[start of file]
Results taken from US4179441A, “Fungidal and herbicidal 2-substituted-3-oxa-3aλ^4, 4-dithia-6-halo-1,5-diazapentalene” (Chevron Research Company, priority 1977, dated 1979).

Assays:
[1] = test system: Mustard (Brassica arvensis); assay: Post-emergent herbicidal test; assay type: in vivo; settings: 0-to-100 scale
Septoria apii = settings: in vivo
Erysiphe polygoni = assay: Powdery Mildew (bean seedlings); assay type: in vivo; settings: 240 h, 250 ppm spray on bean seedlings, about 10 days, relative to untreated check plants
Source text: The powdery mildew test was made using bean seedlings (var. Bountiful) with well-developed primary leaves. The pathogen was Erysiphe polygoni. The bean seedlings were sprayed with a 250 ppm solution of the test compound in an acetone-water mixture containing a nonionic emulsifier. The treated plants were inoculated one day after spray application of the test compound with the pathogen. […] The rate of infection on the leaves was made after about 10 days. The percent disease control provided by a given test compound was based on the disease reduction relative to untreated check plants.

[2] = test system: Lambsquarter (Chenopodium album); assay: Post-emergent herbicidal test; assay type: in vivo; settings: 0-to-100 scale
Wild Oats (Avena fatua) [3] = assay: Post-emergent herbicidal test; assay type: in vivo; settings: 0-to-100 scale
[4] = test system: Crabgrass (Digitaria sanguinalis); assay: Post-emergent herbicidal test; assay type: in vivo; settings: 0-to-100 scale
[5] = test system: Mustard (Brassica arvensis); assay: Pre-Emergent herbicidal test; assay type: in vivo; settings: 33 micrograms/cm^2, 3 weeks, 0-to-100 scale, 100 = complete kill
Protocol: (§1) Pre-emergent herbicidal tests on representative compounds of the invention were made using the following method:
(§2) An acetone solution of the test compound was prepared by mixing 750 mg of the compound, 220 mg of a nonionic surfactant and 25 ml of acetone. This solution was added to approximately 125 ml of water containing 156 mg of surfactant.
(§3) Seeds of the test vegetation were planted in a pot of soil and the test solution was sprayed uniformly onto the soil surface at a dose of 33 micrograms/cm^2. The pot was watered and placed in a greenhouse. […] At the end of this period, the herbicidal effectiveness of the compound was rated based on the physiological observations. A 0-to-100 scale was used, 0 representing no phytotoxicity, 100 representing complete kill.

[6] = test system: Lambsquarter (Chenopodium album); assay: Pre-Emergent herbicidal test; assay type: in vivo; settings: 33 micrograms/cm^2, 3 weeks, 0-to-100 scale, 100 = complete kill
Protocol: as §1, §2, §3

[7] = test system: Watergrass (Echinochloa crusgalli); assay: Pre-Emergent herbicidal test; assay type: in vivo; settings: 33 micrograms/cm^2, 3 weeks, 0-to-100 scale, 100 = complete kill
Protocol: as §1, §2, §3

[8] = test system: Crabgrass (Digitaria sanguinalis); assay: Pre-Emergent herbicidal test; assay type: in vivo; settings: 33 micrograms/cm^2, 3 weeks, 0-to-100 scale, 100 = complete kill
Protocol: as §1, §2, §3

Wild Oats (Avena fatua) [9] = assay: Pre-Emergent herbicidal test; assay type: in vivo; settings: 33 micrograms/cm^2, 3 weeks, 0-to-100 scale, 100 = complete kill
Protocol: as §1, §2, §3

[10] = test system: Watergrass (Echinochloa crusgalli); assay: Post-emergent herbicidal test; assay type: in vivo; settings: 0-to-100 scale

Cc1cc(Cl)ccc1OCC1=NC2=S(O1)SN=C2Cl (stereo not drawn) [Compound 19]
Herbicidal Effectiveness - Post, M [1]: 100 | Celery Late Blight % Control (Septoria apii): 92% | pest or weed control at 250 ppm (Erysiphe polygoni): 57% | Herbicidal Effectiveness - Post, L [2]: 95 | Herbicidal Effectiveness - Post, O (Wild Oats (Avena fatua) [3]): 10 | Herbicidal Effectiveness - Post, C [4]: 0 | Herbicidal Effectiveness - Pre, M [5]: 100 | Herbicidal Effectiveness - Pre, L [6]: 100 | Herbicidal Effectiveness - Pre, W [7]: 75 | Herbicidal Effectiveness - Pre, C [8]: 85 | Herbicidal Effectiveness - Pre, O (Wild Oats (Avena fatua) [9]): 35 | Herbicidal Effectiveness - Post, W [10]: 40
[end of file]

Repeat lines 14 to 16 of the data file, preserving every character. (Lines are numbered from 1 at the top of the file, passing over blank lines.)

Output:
[6] = test system: Lambsquarter (Chenopodium album); assay: Pre-Emergent herbicidal test; assay type: in vivo; settings: 33 micrograms/cm^2, 3 weeks, 0-to-100 scale, 100 = complete kill
Protocol: as §1, §2, §3

[7] = test system: Watergrass (Echinochloa crusgalli); assay: Pre-Emergent herbicidal test; assay type: in vivo; settings: 33 micrograms/cm^2, 3 weeks, 0-to-100 scale, 100 = complete kill